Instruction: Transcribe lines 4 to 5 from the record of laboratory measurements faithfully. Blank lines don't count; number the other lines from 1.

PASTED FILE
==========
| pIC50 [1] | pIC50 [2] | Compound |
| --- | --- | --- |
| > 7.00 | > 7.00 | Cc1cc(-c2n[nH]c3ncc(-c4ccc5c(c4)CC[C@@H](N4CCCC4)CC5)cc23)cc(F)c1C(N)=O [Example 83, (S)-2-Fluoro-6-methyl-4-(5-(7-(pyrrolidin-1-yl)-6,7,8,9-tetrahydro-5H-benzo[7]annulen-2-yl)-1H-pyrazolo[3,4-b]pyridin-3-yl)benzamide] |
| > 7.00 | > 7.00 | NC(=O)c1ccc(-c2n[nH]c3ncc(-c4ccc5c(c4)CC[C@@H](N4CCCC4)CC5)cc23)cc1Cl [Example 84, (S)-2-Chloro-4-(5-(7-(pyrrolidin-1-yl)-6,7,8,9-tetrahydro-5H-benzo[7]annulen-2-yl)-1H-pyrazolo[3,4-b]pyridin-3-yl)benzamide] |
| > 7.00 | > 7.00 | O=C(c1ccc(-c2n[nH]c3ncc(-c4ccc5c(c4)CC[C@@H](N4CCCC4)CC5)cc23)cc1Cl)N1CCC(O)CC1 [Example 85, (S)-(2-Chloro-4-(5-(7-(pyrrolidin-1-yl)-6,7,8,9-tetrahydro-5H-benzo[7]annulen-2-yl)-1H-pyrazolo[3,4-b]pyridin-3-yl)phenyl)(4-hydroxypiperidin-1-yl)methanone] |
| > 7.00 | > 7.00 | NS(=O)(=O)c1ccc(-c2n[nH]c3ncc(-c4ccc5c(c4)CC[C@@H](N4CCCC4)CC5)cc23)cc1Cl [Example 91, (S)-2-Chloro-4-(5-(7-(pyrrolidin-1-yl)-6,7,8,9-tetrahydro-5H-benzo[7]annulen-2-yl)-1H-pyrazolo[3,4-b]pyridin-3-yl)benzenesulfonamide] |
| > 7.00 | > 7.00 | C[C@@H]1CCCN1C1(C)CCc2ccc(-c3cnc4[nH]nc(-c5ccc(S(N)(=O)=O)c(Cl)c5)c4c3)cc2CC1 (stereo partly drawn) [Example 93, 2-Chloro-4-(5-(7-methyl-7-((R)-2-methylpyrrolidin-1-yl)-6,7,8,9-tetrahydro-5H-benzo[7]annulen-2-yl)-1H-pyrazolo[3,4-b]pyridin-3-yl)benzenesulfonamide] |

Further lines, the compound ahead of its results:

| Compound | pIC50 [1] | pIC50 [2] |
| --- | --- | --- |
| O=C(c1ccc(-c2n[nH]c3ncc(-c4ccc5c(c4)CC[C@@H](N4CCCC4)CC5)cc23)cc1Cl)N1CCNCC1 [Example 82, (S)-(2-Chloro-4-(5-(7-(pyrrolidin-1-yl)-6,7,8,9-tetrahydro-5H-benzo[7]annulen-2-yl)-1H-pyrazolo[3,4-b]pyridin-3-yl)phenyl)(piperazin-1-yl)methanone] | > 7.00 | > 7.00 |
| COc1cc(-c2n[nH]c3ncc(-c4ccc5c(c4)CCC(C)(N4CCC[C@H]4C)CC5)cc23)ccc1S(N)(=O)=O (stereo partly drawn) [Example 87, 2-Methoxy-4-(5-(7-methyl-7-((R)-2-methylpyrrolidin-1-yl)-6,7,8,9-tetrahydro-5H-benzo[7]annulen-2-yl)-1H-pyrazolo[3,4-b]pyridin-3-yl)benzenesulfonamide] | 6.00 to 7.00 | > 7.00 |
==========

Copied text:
| > 7.00 | > 7.00 | NC(=O)c1ccc(-c2n[nH]c3ncc(-c4ccc5c(c4)CC[C@@H](N4CCCC4)CC5)cc23)cc1Cl [Example 84, (S)-2-Chloro-4-(5-(7-(pyrrolidin-1-yl)-6,7,8,9-tetrahydro-5H-benzo[7]annulen-2-yl)-1H-pyrazolo[3,4-b]pyridin-3-yl)benzamide] |
| > 7.00 | > 7.00 | O=C(c1ccc(-c2n[nH]c3ncc(-c4ccc5c(c4)CC[C@@H](N4CCCC4)CC5)cc23)cc1Cl)N1CCC(O)CC1 [Example 85, (S)-(2-Chloro-4-(5-(7-(pyrrolidin-1-yl)-6,7,8,9-tetrahydro-5H-benzo[7]annulen-2-yl)-1H-pyrazolo[3,4-b]pyridin-3-yl)phenyl)(4-hydroxypiperidin-1-yl)methanone] |